After defining the key metrics that matter most to your organization, it’s time to create an attendance sheet. The attendance sheet includes all of the data sources and actions that you will pull to help measure these metrics. To start, identify the various tools your company uses that could be holding valuable data. See the below image as a reference:
Next, outline the unique actions that you’ll be tracking within each source. For example, for my Live Chat solution, I’ll be monitoring when visitors:
- Hide a Chat Window
- End a Chat
- Open a Chat Window
- Start a Chat
- Receive a Message
- Send a Message
- Minimize a Chat Window
The goal of this exercise is to develop a comprehensive list outlining the different types of data that you can pull from all sources. It doesn’t matter if you don’t know what you would do with the data today. You may have a need for it in the future so be as specific and thorough as possible.
Here’s an example of what a completed attendance sheet could look like for a SaaS B2B company:
Your finalized attendance sheet could be much longer or shorter depending on your business, but the key is to find and record as many different existing data points within your organization as possible. This will open up the door for greater intelligence into your customers and create a dynamic pool of information that insights can be extracted from.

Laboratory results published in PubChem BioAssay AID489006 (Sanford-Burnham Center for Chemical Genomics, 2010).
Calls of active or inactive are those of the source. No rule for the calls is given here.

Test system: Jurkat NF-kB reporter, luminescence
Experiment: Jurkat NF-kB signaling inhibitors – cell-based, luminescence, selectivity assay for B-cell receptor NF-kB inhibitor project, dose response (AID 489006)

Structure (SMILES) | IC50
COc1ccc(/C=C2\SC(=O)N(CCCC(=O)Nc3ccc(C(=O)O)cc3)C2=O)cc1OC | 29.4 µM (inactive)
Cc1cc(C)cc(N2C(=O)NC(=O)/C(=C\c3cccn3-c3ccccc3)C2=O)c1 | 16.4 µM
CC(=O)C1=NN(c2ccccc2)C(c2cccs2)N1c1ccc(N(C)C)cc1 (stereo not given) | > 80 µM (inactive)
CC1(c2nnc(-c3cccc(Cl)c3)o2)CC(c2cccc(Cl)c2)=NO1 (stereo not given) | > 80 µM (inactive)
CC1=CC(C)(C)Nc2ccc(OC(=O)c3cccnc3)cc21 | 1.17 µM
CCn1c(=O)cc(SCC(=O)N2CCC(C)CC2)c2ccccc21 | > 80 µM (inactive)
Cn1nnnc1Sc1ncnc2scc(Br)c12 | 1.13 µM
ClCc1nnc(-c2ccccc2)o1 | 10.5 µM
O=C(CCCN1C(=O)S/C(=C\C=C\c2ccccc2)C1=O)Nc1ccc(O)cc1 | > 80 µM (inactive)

"One of the reasons for failure is that the knowledge-creating system, the method by which humans collectively learn and by which institutions improve themselves, is deeply fragmented." - Peter Senge and Daniel Kim
Conduct a Data Roll Call
Now that you have an attendance sheet breaking down all of the various prospect and customer touch points within your company, it’s time to ensure the data is accessible to you. I like to call this conducting a Data Roll Call.
Remember the scattered puzzle pieces mentioned before? If the puzzle pieces represent the data, the attendance sheet and roll call are the organization of that data. Just as you might start to separate and bucket puzzle pieces based on their size, coloration and shape, so too should you prepare your data points and sources before trying to make them all fit together.